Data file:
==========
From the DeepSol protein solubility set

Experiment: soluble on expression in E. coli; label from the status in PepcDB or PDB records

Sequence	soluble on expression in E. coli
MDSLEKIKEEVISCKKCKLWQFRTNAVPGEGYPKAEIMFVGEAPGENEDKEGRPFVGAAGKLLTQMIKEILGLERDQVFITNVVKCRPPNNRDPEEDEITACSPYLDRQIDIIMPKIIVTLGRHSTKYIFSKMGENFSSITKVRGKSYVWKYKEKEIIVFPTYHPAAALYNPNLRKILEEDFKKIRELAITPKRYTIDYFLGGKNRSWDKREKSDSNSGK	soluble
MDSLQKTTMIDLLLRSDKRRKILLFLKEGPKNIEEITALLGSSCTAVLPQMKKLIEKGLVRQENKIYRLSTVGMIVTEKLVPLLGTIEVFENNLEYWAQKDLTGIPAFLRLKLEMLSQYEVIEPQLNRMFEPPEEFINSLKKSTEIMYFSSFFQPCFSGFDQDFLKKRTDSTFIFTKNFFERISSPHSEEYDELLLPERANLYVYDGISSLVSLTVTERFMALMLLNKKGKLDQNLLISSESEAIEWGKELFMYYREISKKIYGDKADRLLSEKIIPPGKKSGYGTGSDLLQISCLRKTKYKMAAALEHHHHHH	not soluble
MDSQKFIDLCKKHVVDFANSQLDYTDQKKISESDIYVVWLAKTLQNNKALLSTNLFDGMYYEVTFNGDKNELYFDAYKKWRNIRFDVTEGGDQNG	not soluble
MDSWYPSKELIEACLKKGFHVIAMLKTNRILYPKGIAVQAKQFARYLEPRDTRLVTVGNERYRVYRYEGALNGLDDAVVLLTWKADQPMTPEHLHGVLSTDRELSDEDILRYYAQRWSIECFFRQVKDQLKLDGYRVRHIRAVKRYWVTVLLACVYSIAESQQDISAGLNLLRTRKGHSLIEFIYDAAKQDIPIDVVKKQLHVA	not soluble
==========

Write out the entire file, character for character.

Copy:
From the DeepSol protein solubility set

Experiment: soluble on expression in E. coli; label from the status in PepcDB or PDB records

Sequence	soluble on expression in E. coli
MDSLEKIKEEVISCKKCKLWQFRTNAVPGEGYPKAEIMFVGEAPGENEDKEGRPFVGAAGKLLTQMIKEILGLERDQVFITNVVKCRPPNNRDPEEDEITACSPYLDRQIDIIMPKIIVTLGRHSTKYIFSKMGENFSSITKVRGKSYVWKYKEKEIIVFPTYHPAAALYNPNLRKILEEDFKKIRELAITPKRYTIDYFLGGKNRSWDKREKSDSNSGK	soluble
MDSLQKTTMIDLLLRSDKRRKILLFLKEGPKNIEEITALLGSSCTAVLPQMKKLIEKGLVRQENKIYRLSTVGMIVTEKLVPLLGTIEVFENNLEYWAQKDLTGIPAFLRLKLEMLSQYEVIEPQLNRMFEPPEEFINSLKKSTEIMYFSSFFQPCFSGFDQDFLKKRTDSTFIFTKNFFERISSPHSEEYDELLLPERANLYVYDGISSLVSLTVTERFMALMLLNKKGKLDQNLLISSESEAIEWGKELFMYYREISKKIYGDKADRLLSEKIIPPGKKSGYGTGSDLLQISCLRKTKYKMAAALEHHHHHH	not soluble
MDSQKFIDLCKKHVVDFANSQLDYTDQKKISESDIYVVWLAKTLQNNKALLSTNLFDGMYYEVTFNGDKNELYFDAYKKWRNIRFDVTEGGDQNG	not soluble
MDSWYPSKELIEACLKKGFHVIAMLKTNRILYPKGIAVQAKQFARYLEPRDTRLVTVGNERYRVYRYEGALNGLDDAVVLLTWKADQPMTPEHLHGVLSTDRELSDEDILRYYAQRWSIECFFRQVKDQLKLDGYRVRHIRAVKRYWVTVLLACVYSIAESQQDISAGLNLLRTRKGHSLIEFIYDAAKQDIPIDVVKKQLHVA	not soluble